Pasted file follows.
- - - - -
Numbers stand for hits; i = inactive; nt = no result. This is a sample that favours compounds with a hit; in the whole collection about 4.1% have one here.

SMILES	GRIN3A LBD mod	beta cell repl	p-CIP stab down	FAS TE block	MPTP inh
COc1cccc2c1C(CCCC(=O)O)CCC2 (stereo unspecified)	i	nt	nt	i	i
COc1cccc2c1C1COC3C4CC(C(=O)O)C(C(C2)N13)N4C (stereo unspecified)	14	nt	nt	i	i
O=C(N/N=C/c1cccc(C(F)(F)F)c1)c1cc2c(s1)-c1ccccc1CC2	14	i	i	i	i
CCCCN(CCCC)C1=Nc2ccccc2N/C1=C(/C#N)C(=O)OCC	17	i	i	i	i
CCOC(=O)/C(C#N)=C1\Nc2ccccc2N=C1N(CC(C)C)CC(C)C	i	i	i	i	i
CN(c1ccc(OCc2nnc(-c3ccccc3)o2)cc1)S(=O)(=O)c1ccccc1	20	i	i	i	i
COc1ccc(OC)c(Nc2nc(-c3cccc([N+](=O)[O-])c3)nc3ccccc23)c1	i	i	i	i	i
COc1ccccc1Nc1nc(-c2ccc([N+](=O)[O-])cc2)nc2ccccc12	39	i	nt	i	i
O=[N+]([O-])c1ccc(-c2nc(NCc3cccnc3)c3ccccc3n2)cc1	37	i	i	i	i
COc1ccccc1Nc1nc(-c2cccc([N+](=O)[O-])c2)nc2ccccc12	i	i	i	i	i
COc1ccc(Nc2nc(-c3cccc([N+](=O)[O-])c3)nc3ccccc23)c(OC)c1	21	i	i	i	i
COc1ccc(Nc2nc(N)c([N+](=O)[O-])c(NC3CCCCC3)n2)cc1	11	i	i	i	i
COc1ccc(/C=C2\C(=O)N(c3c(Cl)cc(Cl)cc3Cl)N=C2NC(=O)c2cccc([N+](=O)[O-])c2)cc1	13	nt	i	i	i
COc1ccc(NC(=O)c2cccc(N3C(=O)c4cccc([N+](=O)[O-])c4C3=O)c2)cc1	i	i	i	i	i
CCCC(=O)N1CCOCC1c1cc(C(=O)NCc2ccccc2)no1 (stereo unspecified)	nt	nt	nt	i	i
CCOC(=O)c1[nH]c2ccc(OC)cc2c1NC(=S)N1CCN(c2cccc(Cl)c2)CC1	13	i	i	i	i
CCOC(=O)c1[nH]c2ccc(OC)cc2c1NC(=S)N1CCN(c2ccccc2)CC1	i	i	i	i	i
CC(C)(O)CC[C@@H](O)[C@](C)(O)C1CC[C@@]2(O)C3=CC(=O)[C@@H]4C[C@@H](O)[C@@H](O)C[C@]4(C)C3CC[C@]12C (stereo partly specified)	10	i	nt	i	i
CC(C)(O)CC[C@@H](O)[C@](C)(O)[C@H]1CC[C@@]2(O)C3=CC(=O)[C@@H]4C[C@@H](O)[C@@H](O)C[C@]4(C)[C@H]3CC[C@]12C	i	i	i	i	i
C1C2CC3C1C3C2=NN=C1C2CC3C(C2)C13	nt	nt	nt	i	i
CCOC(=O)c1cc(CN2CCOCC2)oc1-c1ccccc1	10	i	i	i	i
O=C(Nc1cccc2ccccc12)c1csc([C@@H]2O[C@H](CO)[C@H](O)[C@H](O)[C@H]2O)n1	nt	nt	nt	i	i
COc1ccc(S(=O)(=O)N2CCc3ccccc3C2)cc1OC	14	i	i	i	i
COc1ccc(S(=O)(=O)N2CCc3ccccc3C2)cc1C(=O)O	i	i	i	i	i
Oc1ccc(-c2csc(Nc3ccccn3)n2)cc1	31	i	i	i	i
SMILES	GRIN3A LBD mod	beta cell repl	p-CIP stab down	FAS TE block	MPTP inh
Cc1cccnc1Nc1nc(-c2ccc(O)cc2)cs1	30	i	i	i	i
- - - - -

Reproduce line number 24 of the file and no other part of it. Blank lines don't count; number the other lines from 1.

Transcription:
O=C(Nc1cccc2ccccc12)c1csc([C@@H]2O[C@H](CO)[C@H](O)[C@H](O)[C@H]2O)n1	nt	nt	nt	i	i